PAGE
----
Business leaders and unions have welcomed the Chancellor’s extension of the furlough scheme but concerns have been raised over self-employed workers who will miss out on improved measures for freelancers.
The Treasury Select Committee has been calling on the Government to provide extra support for more than a million self-employed workers who pay themselves in dividends.
Mel Stride, chairman of the committee, told BBC Radio 5 Live: “I remain very concerned that this large group of people have not had the support that I and the committee believe that they should have received and should be receiving going forward, so it’s very unsatisfactory.”
Federation of Small Businesses national chairman Mike Cherry welcomed the extension, calling it “bold and much-needed” to provide confidence to firms.
He added: “It’s encouraging to see the extension of generous support to around two million self-employed people – who don’t enjoy many of the benefits afforded to employees, and are the employers of the future – outlined today.”
The Treasury revealed it had extended the Self-Employment Income Support Scheme to cover 80% of average trading profits until January.
Previous grants for self-employed workers had been set at 40% but an increase to 80% for November was announced on Monday, and is now extended to January.
The cost to the taxpayer is an estimated £7.3 billion with further grants to be announced for February to April, the Treasury added.
Mr Cherry said: “Too many new business owners, sole traders, company directors and entrepreneurs without business premises are still largely excluded from support measures.
“That urgently needs to change, and local authorities must use discretionary funds to help these groups wherever possible.”
Jonathan Geldart, director general of the Institute of Directors, said the furlough extension provided “consistency and clarity”.
He added: “Extending furlough is the right call from the Chancellor. This will give directors much greater confidence about their ability to keep staff on board through the winter.
“Businesses need the ability to plan ahead, with cashflow being critical through the first quarter of 2021, particularly in light of potential Brexit impacts.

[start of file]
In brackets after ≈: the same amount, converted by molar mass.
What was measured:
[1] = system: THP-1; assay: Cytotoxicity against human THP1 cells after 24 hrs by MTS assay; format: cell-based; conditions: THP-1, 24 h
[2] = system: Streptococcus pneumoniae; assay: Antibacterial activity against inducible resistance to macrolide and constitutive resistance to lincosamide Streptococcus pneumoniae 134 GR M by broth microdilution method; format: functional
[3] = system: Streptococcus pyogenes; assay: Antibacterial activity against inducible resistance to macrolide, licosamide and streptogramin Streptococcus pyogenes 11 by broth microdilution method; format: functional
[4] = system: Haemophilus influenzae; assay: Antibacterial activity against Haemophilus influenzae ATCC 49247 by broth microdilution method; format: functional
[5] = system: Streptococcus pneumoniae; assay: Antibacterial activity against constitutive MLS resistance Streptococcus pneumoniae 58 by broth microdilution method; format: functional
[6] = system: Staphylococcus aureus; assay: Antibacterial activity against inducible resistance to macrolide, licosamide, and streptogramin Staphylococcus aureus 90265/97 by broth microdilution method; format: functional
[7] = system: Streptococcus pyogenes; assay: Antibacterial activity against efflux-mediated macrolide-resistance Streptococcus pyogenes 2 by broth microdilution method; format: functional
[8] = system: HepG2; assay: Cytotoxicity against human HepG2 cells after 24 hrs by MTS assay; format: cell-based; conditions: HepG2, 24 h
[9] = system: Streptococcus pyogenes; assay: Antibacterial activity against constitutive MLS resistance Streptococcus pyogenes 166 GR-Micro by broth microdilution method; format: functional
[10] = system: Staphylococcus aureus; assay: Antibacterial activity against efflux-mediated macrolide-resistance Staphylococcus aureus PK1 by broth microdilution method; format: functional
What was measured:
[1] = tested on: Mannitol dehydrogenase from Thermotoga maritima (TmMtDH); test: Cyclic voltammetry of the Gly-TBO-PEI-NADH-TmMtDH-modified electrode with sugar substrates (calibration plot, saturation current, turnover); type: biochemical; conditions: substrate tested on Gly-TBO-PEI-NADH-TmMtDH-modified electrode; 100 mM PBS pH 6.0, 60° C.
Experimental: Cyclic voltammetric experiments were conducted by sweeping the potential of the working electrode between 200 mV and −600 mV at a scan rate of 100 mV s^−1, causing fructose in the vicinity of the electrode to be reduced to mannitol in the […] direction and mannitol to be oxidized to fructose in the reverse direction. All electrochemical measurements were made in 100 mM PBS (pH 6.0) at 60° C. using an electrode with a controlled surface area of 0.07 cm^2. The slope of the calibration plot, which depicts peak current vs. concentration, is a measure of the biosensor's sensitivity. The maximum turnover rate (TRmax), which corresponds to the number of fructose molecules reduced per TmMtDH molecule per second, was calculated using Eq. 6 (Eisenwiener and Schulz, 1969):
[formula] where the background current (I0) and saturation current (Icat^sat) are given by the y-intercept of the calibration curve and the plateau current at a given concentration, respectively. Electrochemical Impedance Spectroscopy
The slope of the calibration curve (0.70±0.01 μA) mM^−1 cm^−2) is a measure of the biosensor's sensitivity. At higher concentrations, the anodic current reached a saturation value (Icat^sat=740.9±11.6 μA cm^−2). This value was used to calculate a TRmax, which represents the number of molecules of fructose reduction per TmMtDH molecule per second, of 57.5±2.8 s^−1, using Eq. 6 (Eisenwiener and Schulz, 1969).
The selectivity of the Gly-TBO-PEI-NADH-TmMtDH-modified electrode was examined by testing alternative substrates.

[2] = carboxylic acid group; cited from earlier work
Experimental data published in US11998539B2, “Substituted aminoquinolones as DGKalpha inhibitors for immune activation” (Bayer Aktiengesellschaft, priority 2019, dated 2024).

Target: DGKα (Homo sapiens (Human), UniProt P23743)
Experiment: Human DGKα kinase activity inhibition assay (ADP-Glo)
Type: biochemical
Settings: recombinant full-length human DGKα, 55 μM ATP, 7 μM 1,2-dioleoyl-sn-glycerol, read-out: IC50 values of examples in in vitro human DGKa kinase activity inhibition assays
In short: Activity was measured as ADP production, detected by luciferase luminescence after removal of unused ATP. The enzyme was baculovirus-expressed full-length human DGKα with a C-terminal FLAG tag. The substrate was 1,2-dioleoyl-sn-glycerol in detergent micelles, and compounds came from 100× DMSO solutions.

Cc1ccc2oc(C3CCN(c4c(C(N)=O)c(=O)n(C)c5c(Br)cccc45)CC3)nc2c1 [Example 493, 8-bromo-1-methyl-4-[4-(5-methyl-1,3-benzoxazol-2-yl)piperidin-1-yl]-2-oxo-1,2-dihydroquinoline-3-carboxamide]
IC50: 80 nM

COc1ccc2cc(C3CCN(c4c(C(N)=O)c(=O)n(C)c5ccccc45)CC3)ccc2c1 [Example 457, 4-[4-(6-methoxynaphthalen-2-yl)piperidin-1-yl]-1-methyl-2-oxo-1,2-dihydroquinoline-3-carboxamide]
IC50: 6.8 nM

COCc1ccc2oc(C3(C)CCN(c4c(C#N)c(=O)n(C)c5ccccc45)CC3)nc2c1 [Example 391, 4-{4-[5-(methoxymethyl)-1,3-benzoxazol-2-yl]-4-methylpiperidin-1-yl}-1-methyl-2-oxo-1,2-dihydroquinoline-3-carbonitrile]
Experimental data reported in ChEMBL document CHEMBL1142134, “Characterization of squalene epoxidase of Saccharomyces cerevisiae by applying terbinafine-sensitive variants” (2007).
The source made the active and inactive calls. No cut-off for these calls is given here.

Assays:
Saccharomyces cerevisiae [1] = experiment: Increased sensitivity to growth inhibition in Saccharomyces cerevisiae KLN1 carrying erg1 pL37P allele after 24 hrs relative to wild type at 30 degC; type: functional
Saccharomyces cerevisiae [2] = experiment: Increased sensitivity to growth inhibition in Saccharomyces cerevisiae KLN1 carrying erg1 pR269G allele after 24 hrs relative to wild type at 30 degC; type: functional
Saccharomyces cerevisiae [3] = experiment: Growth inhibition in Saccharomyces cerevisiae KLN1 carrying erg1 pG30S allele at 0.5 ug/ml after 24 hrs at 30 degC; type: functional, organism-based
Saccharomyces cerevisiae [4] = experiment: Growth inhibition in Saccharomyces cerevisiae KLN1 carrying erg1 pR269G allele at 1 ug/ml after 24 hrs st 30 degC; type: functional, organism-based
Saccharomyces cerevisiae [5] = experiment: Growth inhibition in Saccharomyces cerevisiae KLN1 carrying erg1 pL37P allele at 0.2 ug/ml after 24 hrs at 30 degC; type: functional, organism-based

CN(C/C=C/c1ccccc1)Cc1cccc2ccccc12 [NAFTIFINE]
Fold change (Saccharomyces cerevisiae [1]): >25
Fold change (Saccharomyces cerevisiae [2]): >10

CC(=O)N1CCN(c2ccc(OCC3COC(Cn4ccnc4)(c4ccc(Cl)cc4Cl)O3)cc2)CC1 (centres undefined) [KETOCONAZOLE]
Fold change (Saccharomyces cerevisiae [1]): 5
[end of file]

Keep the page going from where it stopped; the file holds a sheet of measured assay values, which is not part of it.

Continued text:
“The increase in self-employment support is also welcome. However, while the Government has extended some measures, it is still failing to fix major gaps in the support.
“Many self-employed, including small company directors, continue to be left out in the cold. Grant funding through local authorities could help address this issue, otherwise those missing out will face a harsh winter.”
He added that insolvency protections need to be extended to protect companies from going bust.
TUC general secretary Frances O’Grady said the move was a “positive step” but called on the Chancellor to do more to help the self-employed.
She said: “He must offer to help to those self-employed workers who are falling between the cracks.
“We also need an urgent boost to both sick pay and universal credit. No-one should be plunged into financial hardship if they have to self-isolate or if they lose their job.”
Stephen Phipson, chief executive of Make UK, said it “marks a welcome and significant step forward”.
He added: “It has now become rapidly clear that this crisis has many months to run, with significant damage to demand in some sectors, the impact of which will be felt well into next year and beyond.
“As a result, there is now an urgent need to broaden out the policy horizon to move from short-term firefighting and salary support towards a longer-term strategic plan for business.
“This must include sector-specific support to those industries who have been hit by a temporary collapse in demand to retain their key skills and ensure they remain internationally competitive.”
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